Republicans concede Yucca and ask for compensation

Jeremy Parker

You rarely see the terms "ideological consistency" and "Republican Party" hand in hand. Witness some recent examples:

• Republicans are stoking the debate over how John Kerry conducted himself during his service in Vietnam, the propriety of his throwing his medals (or ribbons) at the Pentagon in protest, and whether he threw them away at all. All so we forget that President Bush was virtually (if not officially) AWOL during his service in the National Guard—which, during the Vietnam era, was akin to a country club, populated largely by the sons of the rich and influential so they could be out of harm's way. (Question: Why does Bush escape the brickbats that hammered Dan Quayle in '88?)

• Bush attack ads are pointing out Kerry's one-time support for a 50-cent increase in the federal gas tax in 1994. Meanwhile, Vice President Dick Cheney, when he was the representative from Wyoming, introduced a bill in 1986 to tax foreign oil in order to elevate it to a base price of $24 per barrel. (Oil imports cost about $18 per barrel from the late 1980s through most of the 1990s.) The idea was to prop up the domestic oil industry and let them keep charging higher prices, rather than have them compete with cheaper imports. Cheney defended his plan: "Let us rid ourselves of the fiction that low oil prices are somehow good for the United States." The bill included an inflation-adjusted formula to calculate the base; had it passed and gone unchecked to this day, that base would now exceed $48 per barrel. (Current Saudi oil prices are $33/barrel.)

• In their fealty to free trade, Republicans defend the "outsourcing" (read: export) of jobs overseas and seek the free flow of goods and services across all borders. Except when it comes to letting Americans import cheaper prescription drugs from Canada. That's still illegal, and Republicans in Congress expressly rejected lifting the ban during last year's Medicare overhaul.

I bring all this up because two weeks ago, the Nevada Republican Party demonstrated a rare act of ideological consistency at their state convention. So let's give them a cheer—even if, in the end, that cheer is of the Bronx variety.

You see, at their convention, Nevada Republicans approved a plank in their state platform that favors negotiating for compensation in exchange for the nuclear-waste repository at Yucca Mountain. Since you can't in good faith negotiate for compensation for something and actively oppose it at the same time, the plank is being taken as an act of surrender in the Yucca fight.

Now, most officials—including top Republicans who have essentially renounced this plank—put their faith in several lawsuits filed against the repository siting. The lawsuits assert that, in siting and approving Yucca, the federal government violated the National Environmental Policy Act and the Nuclear Waste Protection Act, among other laws, and that various federal agencies skirted required demonstrations of safety.

But the lawsuits will not keep Yucca Mountain from opening. What may or may not have been violated are mere laws and regulations—which can be overturned or waived by an act of Congress (along with presidential approval). In fact, it can be argued—and the courts may yet rule this way—that the congressional vote to authorize the Yucca Mountain nuclear repository two years ago implicitly waived or superseded those laws and regulations. But if the courts do in fact rule in Nevada's favor and block Yucca, all Congress has to do is explicitly exempt the repository from those laws and regulations, and Yucca's back on.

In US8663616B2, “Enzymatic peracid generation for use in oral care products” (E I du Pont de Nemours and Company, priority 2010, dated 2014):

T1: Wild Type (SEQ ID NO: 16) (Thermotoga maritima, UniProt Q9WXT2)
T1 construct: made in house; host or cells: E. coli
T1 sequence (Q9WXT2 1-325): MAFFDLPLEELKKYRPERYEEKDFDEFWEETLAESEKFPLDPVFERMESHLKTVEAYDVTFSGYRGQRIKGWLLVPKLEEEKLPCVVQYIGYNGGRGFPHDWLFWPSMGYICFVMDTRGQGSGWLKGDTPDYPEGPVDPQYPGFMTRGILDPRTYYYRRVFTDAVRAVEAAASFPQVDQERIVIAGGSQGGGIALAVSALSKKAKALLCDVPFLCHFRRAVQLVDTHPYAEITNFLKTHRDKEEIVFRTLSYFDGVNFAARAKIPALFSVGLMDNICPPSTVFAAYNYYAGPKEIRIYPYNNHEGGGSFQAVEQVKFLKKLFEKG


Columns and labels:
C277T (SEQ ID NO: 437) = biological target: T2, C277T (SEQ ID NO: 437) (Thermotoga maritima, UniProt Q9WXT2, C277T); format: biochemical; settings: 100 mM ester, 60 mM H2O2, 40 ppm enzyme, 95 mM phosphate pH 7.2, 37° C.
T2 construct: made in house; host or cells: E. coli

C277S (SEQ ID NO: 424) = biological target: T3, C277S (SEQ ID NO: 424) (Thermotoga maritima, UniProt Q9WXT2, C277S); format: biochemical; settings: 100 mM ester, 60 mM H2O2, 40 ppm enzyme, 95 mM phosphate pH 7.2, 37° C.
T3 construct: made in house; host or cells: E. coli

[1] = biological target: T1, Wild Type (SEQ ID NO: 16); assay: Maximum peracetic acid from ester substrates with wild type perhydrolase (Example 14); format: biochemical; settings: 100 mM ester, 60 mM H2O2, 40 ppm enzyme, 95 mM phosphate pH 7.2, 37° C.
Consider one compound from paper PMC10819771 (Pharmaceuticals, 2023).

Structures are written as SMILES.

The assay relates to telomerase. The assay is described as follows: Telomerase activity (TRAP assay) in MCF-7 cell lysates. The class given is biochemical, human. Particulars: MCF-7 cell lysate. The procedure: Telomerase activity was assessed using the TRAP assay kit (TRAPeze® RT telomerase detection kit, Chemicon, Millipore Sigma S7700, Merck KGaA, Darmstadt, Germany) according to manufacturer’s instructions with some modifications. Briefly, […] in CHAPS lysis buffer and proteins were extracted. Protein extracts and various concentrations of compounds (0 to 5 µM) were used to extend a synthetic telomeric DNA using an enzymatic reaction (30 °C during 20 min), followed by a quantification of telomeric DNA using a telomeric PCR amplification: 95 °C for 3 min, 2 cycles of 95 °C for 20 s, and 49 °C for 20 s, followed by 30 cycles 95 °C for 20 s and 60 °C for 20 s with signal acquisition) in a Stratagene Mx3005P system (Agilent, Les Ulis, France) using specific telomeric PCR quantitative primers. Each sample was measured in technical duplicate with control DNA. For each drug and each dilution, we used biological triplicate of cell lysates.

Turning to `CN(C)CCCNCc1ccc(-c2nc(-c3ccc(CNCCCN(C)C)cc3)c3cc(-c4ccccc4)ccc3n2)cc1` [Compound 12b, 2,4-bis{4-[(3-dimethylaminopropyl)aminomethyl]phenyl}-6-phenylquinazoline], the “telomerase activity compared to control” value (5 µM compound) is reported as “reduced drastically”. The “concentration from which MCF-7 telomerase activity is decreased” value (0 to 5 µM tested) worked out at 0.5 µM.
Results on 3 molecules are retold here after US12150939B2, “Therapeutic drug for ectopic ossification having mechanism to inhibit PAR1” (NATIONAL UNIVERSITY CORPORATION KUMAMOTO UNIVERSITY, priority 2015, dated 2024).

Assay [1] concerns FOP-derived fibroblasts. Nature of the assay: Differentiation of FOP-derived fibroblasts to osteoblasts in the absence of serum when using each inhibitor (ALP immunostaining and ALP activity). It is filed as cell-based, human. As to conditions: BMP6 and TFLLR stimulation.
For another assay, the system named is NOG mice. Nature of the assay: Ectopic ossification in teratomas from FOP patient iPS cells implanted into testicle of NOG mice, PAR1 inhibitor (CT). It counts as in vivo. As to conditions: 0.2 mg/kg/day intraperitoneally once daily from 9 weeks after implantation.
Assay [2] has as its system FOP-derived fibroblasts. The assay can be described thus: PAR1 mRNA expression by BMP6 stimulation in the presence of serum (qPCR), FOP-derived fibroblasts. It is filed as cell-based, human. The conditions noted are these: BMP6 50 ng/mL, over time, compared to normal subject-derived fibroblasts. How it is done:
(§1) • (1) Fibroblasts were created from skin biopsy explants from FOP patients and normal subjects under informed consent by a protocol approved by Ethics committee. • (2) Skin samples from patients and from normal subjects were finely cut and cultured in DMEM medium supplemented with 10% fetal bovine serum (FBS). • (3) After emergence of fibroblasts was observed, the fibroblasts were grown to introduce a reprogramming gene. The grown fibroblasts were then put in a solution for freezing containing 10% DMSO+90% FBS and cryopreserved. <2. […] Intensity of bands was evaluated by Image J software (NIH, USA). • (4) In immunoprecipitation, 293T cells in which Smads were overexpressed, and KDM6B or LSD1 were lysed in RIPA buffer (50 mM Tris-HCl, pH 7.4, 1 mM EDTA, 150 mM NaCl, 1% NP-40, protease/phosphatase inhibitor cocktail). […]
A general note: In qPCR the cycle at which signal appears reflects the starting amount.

The only way a state can ultimately prevail against an act of Congress is by demonstrating a constitutional violation. Without that argument, there is no way that the courts can, in the words of one local columnist, "deal a death blow" to the Yucca repository. And there really isn't such an argument here. One of the lawsuits asserts that siting the repository in a state against its wishes is a violation of the state's sovereignty. But Nevada already advanced that argument, in an earlier anti-Yucca lawsuit 14 years ago, and it was rejected in federal appeals court.

Yucca Mountain will only be stopped by political means. Right now, Congress and the White House, both under Republican control, are predisposed to seeing Yucca open and accept nuclear waste as soon as possible. But if Congress were to change hands to the Democrats, it would be more inclined to cut off funding for Yucca—particularly with Nevada's own Harry Reid in the Senate leadership. And anti-Yucca President Kerry could bring Yucca progress to a virtual standstill, and could wield the line-item veto against further funding. A change in both branches of government could conceivably lead to the repeal of the 2002 Yucca authorization altogether.

Thus the Nevada Republican Party's quandary. They can't, with any intellectual honesty, fight Yucca while backing President Bush and a Republican Congress, because it's precisely President Bush and the Republican Congress that's responsible for authorizing Yucca. So they pursued the only logically consistent path short of renouncing their party and its president: They caved in on Yucca and seek some kind of deal.

Let's hear it, then, for the Nevada Republican Party: They want to sell us out, but at least they're upfront about it.

Jeremy Parker writes about politics biweekly. His website is

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